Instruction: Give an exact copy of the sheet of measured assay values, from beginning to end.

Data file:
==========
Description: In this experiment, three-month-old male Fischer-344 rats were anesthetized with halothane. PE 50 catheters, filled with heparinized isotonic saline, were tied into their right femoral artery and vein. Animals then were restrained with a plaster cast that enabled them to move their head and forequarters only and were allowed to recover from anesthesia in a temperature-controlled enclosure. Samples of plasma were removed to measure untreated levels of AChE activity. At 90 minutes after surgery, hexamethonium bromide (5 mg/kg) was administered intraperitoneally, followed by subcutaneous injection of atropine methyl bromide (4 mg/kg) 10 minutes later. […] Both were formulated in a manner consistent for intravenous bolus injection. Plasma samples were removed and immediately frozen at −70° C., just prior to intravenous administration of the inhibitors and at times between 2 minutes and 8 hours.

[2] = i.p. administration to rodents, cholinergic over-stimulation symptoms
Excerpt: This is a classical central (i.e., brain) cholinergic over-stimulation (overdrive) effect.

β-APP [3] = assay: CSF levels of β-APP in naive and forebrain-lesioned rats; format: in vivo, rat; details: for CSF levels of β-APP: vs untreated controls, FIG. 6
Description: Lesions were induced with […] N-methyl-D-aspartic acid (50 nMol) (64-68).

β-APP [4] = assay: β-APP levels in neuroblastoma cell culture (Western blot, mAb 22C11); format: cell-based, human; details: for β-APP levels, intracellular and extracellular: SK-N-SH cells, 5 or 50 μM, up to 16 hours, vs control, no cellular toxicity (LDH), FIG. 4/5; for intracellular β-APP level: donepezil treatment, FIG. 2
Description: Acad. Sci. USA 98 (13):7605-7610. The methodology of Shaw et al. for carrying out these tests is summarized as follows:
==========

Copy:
Description: In this experiment, three-month-old male Fischer-344 rats were anesthetized with halothane. PE 50 catheters, filled with heparinized isotonic saline, were tied into their right femoral artery and vein. Animals then were restrained with a plaster cast that enabled them to move their head and forequarters only and were allowed to recover from anesthesia in a temperature-controlled enclosure. Samples of plasma were removed to measure untreated levels of AChE activity. At 90 minutes after surgery, hexamethonium bromide (5 mg/kg) was administered intraperitoneally, followed by subcutaneous injection of atropine methyl bromide (4 mg/kg) 10 minutes later. […] Both were formulated in a manner consistent for intravenous bolus injection. Plasma samples were removed and immediately frozen at −70° C., just prior to intravenous administration of the inhibitors and at times between 2 minutes and 8 hours.

[2] = i.p. administration to rodents, cholinergic over-stimulation symptoms
Excerpt: This is a classical central (i.e., brain) cholinergic over-stimulation (overdrive) effect.

β-APP [3] = assay: CSF levels of β-APP in naive and forebrain-lesioned rats; format: in vivo, rat; details: for CSF levels of β-APP: vs untreated controls, FIG. 6
Description: Lesions were induced with […] N-methyl-D-aspartic acid (50 nMol) (64-68).

β-APP [4] = assay: β-APP levels in neuroblastoma cell culture (Western blot, mAb 22C11); format: cell-based, human; details: for β-APP levels, intracellular and extracellular: SK-N-SH cells, 5 or 50 μM, up to 16 hours, vs control, no cellular toxicity (LDH), FIG. 4/5; for intracellular β-APP level: donepezil treatment, FIG. 2
Description: Acad. Sci. USA 98 (13):7605-7610. The methodology of Shaw et al. for carrying out these tests is summarized as follows: